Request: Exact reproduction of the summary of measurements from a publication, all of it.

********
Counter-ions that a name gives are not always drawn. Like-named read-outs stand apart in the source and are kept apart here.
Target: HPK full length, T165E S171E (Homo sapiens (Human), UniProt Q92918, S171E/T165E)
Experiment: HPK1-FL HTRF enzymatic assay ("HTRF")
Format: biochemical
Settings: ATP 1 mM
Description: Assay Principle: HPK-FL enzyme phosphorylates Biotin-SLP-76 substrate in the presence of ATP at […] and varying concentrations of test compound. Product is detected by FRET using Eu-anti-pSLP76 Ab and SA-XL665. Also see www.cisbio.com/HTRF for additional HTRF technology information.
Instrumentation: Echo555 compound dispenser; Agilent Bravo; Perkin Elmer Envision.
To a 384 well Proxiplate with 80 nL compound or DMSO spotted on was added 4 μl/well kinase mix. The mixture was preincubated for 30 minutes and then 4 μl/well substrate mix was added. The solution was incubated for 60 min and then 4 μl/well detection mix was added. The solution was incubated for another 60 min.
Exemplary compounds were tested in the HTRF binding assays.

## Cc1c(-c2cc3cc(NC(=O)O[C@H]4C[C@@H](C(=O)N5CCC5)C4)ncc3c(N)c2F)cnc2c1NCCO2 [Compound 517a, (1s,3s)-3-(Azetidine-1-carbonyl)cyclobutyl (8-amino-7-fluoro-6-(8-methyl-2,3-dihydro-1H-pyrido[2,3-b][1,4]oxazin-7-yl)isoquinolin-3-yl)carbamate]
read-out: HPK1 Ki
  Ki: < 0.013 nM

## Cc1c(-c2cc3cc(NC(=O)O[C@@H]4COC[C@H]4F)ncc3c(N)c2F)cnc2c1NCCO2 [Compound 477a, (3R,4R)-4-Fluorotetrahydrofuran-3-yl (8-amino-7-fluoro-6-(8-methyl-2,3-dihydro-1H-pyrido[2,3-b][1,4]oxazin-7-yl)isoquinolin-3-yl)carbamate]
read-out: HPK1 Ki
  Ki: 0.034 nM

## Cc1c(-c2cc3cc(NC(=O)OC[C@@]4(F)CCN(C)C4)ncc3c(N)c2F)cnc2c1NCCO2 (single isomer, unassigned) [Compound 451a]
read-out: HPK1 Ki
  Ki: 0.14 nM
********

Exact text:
Counter-ions that a name gives are not always drawn. Like-named read-outs stand apart in the source and are kept apart here.
Target: HPK full length, T165E S171E (Homo sapiens (Human), UniProt Q92918, S171E/T165E)
Experiment: HPK1-FL HTRF enzymatic assay ("HTRF")
Format: biochemical
Settings: ATP 1 mM
Description: Assay Principle: HPK-FL enzyme phosphorylates Biotin-SLP-76 substrate in the presence of ATP at […] and varying concentrations of test compound. Product is detected by FRET using Eu-anti-pSLP76 Ab and SA-XL665. Also see www.cisbio.com/HTRF for additional HTRF technology information.
Instrumentation: Echo555 compound dispenser; Agilent Bravo; Perkin Elmer Envision.
To a 384 well Proxiplate with 80 nL compound or DMSO spotted on was added 4 μl/well kinase mix. The mixture was preincubated for 30 minutes and then 4 μl/well substrate mix was added. The solution was incubated for 60 min and then 4 μl/well detection mix was added. The solution was incubated for another 60 min.
Exemplary compounds were tested in the HTRF binding assays.

## Cc1c(-c2cc3cc(NC(=O)O[C@H]4C[C@@H](C(=O)N5CCC5)C4)ncc3c(N)c2F)cnc2c1NCCO2 [Compound 517a, (1s,3s)-3-(Azetidine-1-carbonyl)cyclobutyl (8-amino-7-fluoro-6-(8-methyl-2,3-dihydro-1H-pyrido[2,3-b][1,4]oxazin-7-yl)isoquinolin-3-yl)carbamate]
read-out: HPK1 Ki
  Ki: < 0.013 nM

## Cc1c(-c2cc3cc(NC(=O)O[C@@H]4COC[C@H]4F)ncc3c(N)c2F)cnc2c1NCCO2 [Compound 477a, (3R,4R)-4-Fluorotetrahydrofuran-3-yl (8-amino-7-fluoro-6-(8-methyl-2,3-dihydro-1H-pyrido[2,3-b][1,4]oxazin-7-yl)isoquinolin-3-yl)carbamate]
read-out: HPK1 Ki
  Ki: 0.034 nM

## Cc1c(-c2cc3cc(NC(=O)OC[C@@]4(F)CCN(C)C4)ncc3c(N)c2F)cnc2c1NCCO2 (single isomer, unassigned) [Compound 451a]
read-out: HPK1 Ki
  Ki: 0.14 nM